Funny Humans

You know the feeling, don’t you, dear Reader? From the moment you arrive. You are assaulted by that smell. You know the one. The obsessively sterilized yet somehow infused with a distinct slice of torture. And then you hear it. The high pitched whir. And your heart suddenly feels like it’s blocking your airways because you know that it’s only a matter of time until it’s… your turn. You try to read your book or browse the magazines while you wait, trying to give the impression that you’re actually a cool kid, unfazed by the impending horror. But who you kidding? Eventually you are lead through and with a deep, determined breath you force yourself to lie down in the plastic-covered chair. The belligerent light is shone in your face and you are forced to close your eyes. Which is a good thing. Cause you don’t want to see what’s coming anyway.

I hate the dentist. Hate. I’m not sure how it started but I know that the fear was cemented in my final year of school when I got all four of my wisdom teeth out, without general anesthetic, in the chair. Aside from the obvious (the stream of metallic-tasting-trying-to-clot blood in my mouth and the sound of teeth cracking, MY teeth cracking to be more specific), the worst bit was the oppressive stench of the dentist’s breath, only made to feel more oppressive by his over-weight stomach resting on my chest while he worked, and his constant self-muttering of “this is very, very difficult… bad idea… should have done a general anesthetic”. To top the whole experience off, as I was leaving, with my swollen mouth and face, unwittingly drooling blood and saliva because I was so numb, of COURSE the universe would orchestrate for my high school crush to not only just happen to be in the waiting room to see me but to actually bound up and try to talk to me in all my horrific glory. The stuff of teenage nightmares.

Of course I have very proactively dealt with this fear of the dentist by assuming the elephant position. Only going to the dentist when absolutely forced to by agonizing pain and tooth decay. Which is about once every four years. And of course by then there is so much repair work to be done that the visit cannot help but confirm all my worst fears and beliefs about the profession.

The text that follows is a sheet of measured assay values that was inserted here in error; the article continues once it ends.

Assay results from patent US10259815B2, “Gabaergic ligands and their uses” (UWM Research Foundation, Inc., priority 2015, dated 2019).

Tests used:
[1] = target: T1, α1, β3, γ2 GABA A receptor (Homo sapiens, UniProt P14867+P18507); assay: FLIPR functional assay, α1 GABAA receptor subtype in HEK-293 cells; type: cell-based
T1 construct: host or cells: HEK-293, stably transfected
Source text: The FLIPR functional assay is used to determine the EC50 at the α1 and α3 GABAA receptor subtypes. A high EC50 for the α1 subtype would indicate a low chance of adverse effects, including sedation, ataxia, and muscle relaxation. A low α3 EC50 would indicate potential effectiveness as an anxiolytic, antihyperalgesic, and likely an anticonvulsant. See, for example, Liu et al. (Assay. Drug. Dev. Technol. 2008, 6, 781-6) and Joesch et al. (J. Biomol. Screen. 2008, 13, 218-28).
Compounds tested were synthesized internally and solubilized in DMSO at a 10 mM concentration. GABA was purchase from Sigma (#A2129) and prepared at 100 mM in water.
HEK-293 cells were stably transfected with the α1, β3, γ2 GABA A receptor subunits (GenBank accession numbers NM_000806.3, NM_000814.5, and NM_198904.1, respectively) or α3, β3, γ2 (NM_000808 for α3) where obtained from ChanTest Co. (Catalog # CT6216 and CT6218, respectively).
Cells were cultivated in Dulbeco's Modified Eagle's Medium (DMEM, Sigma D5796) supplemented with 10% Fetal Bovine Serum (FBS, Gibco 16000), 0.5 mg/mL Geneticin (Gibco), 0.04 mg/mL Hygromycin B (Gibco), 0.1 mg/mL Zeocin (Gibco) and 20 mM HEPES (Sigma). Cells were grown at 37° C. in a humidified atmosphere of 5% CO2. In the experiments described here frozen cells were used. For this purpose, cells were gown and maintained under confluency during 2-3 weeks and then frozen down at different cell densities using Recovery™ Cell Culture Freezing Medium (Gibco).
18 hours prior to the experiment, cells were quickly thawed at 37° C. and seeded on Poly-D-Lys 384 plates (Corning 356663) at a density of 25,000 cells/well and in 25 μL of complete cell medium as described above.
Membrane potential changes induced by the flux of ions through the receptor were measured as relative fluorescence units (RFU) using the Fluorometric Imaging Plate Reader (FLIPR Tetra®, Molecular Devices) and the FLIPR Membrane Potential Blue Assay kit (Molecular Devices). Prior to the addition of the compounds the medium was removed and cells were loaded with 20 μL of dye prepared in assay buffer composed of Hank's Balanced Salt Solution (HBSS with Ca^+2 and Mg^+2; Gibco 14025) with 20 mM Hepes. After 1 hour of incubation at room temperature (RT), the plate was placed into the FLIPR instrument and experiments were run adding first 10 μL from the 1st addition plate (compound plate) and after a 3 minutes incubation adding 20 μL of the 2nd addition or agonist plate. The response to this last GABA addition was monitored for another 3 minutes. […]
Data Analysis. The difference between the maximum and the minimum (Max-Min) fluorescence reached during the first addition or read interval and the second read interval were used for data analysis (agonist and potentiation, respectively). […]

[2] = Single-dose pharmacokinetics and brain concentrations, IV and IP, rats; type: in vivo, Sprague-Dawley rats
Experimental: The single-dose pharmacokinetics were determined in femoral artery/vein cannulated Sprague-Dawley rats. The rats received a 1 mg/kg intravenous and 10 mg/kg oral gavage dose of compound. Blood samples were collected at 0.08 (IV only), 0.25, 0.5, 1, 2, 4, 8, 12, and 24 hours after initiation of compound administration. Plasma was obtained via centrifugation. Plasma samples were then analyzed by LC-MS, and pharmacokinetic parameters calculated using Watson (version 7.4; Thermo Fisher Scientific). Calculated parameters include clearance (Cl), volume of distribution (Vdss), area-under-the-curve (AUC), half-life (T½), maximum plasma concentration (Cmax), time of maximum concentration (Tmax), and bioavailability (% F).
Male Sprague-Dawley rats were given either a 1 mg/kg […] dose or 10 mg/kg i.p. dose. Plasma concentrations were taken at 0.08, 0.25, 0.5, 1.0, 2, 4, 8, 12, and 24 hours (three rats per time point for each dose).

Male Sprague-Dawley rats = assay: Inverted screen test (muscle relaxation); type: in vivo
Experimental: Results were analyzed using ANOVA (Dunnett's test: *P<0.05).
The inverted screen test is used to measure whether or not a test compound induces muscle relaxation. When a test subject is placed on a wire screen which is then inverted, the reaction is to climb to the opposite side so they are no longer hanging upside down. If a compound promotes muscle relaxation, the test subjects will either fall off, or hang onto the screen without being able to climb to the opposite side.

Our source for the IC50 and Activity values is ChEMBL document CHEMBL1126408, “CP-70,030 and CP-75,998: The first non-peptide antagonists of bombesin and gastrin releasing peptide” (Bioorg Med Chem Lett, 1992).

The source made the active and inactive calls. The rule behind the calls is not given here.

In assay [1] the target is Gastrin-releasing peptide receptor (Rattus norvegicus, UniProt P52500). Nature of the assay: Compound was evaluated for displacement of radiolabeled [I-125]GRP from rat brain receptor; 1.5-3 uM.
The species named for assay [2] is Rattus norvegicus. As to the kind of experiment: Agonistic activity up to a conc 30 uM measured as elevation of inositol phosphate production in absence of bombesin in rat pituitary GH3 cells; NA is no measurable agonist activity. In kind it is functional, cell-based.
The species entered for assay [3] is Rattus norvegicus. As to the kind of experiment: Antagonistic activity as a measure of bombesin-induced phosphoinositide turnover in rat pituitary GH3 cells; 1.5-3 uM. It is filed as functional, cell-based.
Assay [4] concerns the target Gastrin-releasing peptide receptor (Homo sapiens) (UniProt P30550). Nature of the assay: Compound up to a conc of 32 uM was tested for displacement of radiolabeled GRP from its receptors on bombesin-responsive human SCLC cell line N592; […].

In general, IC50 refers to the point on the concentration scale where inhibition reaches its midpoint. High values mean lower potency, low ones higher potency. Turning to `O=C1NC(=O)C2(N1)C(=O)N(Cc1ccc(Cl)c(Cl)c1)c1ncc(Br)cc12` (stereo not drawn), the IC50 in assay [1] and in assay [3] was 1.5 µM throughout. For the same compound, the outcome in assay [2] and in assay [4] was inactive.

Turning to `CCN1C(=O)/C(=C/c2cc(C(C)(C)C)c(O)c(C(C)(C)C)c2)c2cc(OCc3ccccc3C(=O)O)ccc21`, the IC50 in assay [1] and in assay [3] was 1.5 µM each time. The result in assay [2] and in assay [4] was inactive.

So two years ago, when we were finally able to vaguely afford medical aid in South Africa, I decided to change my cycle of self-fulfilling prophecy and start going to the dentist once every six months irrespective of pain, fear or finance. And the first few visits were just as horrid as I expected them to be. But I got a weird kick out of being responsible and ‘doing the right thing’ so I kept at it. And now, almost two years later, I went to the dentist and for the FIRST TIME since I was in high school I didn’t need a filling. Sheez but I felt like a real-live-sparkling hero 🙂 And with no filling required the dentist was able to focus on things like deep cleaning and brushing technique, which should ensure that this pleasant-dentist-visit thing will become a permanent fixture.

I still don’t love going to the dentist. And I still don’t love flossing either. And I HATE the new weird-ass brush the dentist gave me this week. But I DO love not needing fillings, root canals or numbing injections. Not to mention not having to fork out fortunes on expensive dental procedures. Which got me thinking about the weirdness of the human condition. We will do anything to avoid a present discomfort only to experience massive pain and suffering at a later stage. Whereas if we just flossed our teeth every day or went to the dentist regularly or put part of our income into savings every month that massive pain, trauma and stress in the future would totally be avoided. Funny, funny humans.



South Korea (2016)


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